Compiled by Karen Arnason, Mhairi(Vi) Maeers,
Around the world people have passed on games as part of their culture. Both children and adults played games in all Aboriginal nations, and because most relied on symbols, these games could be played among different nations who didn't speak the same language. Many of these games were played for entertainment, but they usually had a religious meaning or were used as learning tools. These games also were symbolic of the season; many of the games were specific for summer or winter.
Through the use of these games, people would be developing hunting, problem solving and strategy skills. However, by taking a closer look at a few of these activities you can see that the educational value extends beyond the obvious skills they were meant to teach. Players were learning many basic mathematical concepts while enjoying these games. The idea of patterns, relationships of patterns, numbers and operations were developed in many of the dice games. Also, the strategy games brought in ideas of problem solving and critical thinking. Practically all of these games rely on the concepts of data management and probability.
There are three categories or types of games that we look at in this project - games of chance, games of strategy and lifestyle based mathematics. The games of chance that are shown in this project mostly deal with dice and gambling. In such games as, "Hubbub" or the "Stick game" players use different patterns to represent point values. This concept builds on the idea of patterns and the relationships of the patterns and the ideas of probability. These games also use counting sticks as a source of data management. Experimentation with ideas of data management are also apparent by comparing games like "Throw sticks", where the data depends on place value, and "Bowl & Dice", where different types of sticks hold different point values.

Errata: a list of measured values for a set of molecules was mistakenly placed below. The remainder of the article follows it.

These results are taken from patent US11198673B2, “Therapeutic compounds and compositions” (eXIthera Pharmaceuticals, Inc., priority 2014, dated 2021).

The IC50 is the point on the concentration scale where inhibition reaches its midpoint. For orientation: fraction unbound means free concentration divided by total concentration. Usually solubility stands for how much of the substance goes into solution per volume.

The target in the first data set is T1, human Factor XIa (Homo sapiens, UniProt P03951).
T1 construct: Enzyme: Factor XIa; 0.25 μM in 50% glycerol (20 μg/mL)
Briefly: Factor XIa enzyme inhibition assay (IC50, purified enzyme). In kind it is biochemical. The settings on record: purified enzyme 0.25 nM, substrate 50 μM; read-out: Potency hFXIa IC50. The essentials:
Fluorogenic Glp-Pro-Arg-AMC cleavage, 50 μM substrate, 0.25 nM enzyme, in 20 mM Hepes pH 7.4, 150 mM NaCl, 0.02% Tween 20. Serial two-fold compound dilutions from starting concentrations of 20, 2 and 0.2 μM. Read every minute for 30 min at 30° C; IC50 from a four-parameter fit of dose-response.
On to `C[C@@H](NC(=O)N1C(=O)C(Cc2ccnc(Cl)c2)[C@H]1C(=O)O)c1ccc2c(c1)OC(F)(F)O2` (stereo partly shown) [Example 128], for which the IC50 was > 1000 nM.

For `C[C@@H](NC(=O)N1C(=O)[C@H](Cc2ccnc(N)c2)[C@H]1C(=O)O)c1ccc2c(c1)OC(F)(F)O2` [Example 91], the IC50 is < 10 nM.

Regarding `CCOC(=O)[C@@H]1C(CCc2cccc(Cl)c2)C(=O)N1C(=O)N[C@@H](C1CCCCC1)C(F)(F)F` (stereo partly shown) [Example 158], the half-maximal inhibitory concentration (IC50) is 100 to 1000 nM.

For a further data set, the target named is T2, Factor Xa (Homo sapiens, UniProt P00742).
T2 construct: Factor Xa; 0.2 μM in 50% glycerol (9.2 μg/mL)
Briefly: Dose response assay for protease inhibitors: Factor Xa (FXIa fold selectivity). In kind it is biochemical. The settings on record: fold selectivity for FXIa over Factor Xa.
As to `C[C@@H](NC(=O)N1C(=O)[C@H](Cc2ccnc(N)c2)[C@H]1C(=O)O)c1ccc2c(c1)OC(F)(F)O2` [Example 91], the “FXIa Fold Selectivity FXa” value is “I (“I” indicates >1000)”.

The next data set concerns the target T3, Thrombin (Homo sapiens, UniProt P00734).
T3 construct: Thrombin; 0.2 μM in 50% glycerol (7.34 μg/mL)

If we take a look at the two strategy games you can see different mathematical concepts developing. In "Awithlaknannai", there is again a different data management source through the collecting of the opponents' markers. You can also see how both "Picaria" and "Awithlaknannai" develop problem solving skills and critical thinking as you try to outwit your opponent.
These games will work well in classrooms to meet educational objectives. They are significant examples of a natural learning environment and the mathematical concepts that can be abstracted from them.
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